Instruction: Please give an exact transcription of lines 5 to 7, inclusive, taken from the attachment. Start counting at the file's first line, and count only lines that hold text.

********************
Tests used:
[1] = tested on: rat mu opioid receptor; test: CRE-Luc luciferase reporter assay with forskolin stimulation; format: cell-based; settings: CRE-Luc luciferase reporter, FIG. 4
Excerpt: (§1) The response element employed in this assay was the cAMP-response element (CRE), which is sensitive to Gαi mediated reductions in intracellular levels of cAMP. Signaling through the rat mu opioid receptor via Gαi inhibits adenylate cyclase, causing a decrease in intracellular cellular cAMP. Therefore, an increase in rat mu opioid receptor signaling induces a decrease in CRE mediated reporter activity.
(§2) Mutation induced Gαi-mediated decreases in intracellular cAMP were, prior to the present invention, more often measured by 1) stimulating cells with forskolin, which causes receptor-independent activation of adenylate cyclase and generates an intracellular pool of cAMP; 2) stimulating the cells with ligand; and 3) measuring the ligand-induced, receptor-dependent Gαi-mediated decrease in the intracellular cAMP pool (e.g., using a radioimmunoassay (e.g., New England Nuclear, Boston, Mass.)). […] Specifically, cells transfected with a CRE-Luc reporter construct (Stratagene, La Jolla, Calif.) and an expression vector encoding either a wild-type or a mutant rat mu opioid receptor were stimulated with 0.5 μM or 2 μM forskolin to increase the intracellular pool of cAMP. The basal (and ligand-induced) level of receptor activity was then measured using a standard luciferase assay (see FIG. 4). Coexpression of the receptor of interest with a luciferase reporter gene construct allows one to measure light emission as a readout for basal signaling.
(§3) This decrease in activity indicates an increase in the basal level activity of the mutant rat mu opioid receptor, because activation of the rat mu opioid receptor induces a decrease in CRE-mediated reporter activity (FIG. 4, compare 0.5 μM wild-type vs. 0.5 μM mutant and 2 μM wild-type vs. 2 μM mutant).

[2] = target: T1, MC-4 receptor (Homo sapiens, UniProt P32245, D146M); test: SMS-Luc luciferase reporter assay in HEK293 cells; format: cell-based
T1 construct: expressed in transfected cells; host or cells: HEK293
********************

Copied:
(§3) This decrease in activity indicates an increase in the basal level activity of the mutant rat mu opioid receptor, because activation of the rat mu opioid receptor induces a decrease in CRE-mediated reporter activity (FIG. 4, compare 0.5 μM wild-type vs. 0.5 μM mutant and 2 μM wild-type vs. 2 μM mutant).

[2] = target: T1, MC-4 receptor (Homo sapiens, UniProt P32245, D146M); test: SMS-Luc luciferase reporter assay in HEK293 cells; format: cell-based
T1 construct: expressed in transfected cells; host or cells: HEK293